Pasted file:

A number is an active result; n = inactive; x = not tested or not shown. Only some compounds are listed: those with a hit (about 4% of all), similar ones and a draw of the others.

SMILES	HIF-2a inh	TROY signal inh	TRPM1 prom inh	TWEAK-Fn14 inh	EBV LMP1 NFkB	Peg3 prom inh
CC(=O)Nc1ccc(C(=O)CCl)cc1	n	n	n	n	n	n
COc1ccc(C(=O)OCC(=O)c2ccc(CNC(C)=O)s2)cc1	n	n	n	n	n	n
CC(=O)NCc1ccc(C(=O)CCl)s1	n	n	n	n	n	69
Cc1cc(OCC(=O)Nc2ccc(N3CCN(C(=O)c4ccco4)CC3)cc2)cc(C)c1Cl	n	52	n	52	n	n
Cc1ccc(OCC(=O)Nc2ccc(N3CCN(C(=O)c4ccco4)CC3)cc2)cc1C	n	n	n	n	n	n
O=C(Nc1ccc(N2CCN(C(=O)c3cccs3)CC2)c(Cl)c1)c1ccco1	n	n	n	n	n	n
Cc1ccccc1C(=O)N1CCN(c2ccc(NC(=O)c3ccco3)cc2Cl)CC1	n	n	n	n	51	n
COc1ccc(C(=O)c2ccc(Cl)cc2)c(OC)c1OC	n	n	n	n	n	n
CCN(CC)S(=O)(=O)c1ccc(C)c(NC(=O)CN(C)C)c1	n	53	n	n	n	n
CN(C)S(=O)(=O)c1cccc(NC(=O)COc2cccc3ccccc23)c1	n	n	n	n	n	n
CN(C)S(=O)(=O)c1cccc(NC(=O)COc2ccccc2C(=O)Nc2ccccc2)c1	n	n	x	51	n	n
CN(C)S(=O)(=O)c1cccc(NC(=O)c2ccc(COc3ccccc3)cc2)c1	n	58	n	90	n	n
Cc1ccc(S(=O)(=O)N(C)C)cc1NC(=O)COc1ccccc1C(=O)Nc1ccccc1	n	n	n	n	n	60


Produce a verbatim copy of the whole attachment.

A number is an active result; n = inactive; x = not tested or not shown. Only some compounds are listed: those with a hit (about 4% of all), similar ones and a draw of the others.

SMILES	HIF-2a inh	TROY signal inh	TRPM1 prom inh	TWEAK-Fn14 inh	EBV LMP1 NFkB	Peg3 prom inh
CC(=O)Nc1ccc(C(=O)CCl)cc1	n	n	n	n	n	n
COc1ccc(C(=O)OCC(=O)c2ccc(CNC(C)=O)s2)cc1	n	n	n	n	n	n
CC(=O)NCc1ccc(C(=O)CCl)s1	n	n	n	n	n	69
Cc1cc(OCC(=O)Nc2ccc(N3CCN(C(=O)c4ccco4)CC3)cc2)cc(C)c1Cl	n	52	n	52	n	n
Cc1ccc(OCC(=O)Nc2ccc(N3CCN(C(=O)c4ccco4)CC3)cc2)cc1C	n	n	n	n	n	n
O=C(Nc1ccc(N2CCN(C(=O)c3cccs3)CC2)c(Cl)c1)c1ccco1	n	n	n	n	n	n
Cc1ccccc1C(=O)N1CCN(c2ccc(NC(=O)c3ccco3)cc2Cl)CC1	n	n	n	n	51	n
COc1ccc(C(=O)c2ccc(Cl)cc2)c(OC)c1OC	n	n	n	n	n	n
CCN(CC)S(=O)(=O)c1ccc(C)c(NC(=O)CN(C)C)c1	n	53	n	n	n	n
CN(C)S(=O)(=O)c1cccc(NC(=O)COc2cccc3ccccc23)c1	n	n	n	n	n	n
CN(C)S(=O)(=O)c1cccc(NC(=O)COc2ccccc2C(=O)Nc2ccccc2)c1	n	n	x	51	n	n
CN(C)S(=O)(=O)c1cccc(NC(=O)c2ccc(COc3ccccc3)cc2)c1	n	58	n	90	n	n
Cc1ccc(S(=O)(=O)N(C)C)cc1NC(=O)COc1ccccc1C(=O)Nc1ccccc1	n	n	n	n	n	60